I am intrigued by the efforts of noble Lords opposite to introduce a Welsh element into a debate which is exclusively about what we seek to do with the revaluation in England. Having heard what they have to say on the subject, and hoping that they accept the need for flexibility—I thought they had accepted that—I hope that the noble Lord will feel able to withdraw his amendment.

Lord Hanningfield: I do not know whether I thank the Minister for his answer as I do not think he responded to my points fully. I do not usually get involved with many Welsh debates; we have other colleagues who normally do that for us. We were trying to get equal treatment for England and Wales out of this. I agree that this is mainly about future revaluations in England. We might come back on Report to the subject of fairness in operation, but I beg leave to withdraw the amendment.

Amendment, by leave, withdrawn.

Lord Hanningfield moved Amendment No. 6:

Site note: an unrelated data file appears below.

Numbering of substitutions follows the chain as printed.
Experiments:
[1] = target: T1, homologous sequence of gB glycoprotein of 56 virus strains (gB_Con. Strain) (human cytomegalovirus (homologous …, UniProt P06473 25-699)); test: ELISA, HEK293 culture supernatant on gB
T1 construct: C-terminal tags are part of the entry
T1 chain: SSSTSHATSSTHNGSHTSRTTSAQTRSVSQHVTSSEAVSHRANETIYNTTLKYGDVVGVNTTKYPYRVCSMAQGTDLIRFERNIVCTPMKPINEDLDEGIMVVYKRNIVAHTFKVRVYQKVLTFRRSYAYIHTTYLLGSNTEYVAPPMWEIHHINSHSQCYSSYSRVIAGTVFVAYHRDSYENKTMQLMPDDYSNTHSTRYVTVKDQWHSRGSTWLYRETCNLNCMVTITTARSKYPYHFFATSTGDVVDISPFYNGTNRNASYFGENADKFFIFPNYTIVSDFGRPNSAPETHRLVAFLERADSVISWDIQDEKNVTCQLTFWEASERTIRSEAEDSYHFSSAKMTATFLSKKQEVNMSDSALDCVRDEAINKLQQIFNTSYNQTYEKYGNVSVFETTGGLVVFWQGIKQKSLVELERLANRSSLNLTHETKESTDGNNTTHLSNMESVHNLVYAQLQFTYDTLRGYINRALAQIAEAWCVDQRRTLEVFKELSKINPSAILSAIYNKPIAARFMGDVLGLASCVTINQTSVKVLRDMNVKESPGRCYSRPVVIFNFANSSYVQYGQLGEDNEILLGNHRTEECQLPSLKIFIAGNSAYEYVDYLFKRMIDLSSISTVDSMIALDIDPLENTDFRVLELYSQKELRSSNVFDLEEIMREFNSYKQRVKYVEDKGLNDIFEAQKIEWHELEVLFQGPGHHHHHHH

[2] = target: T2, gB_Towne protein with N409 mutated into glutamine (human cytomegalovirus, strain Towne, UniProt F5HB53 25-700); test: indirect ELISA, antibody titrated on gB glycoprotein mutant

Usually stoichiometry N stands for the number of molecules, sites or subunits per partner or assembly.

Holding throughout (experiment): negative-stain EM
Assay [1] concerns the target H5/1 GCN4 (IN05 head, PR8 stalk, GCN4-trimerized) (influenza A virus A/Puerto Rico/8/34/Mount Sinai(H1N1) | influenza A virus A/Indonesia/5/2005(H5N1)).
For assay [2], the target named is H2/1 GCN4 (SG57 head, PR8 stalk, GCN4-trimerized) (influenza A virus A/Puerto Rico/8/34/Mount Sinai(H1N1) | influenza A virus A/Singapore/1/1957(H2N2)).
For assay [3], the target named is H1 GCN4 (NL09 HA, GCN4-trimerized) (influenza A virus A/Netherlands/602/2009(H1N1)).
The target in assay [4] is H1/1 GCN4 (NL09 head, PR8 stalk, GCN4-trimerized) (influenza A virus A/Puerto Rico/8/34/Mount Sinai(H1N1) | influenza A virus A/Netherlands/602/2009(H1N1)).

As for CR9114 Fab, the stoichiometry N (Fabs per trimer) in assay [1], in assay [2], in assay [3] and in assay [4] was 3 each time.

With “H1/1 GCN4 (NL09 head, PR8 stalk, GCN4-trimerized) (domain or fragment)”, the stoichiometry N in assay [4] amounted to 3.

"( ) In subsection (11), for "the House of Commons" substitute "each House"."

The noble Lord said: Amendment No. 6 would compel the future orders made by the Secretary of State under Section 22B to be subject to affirmative resolution by both Houses of Parliament. As the Bill
 
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stands, such future legislation would take place only on the Floor of the other place. However, as we have already discussed in some detail, the Bill gives considerable powers to the Secretary of State to decide on future legislation, including the timing and regularity of any future revaluation processes.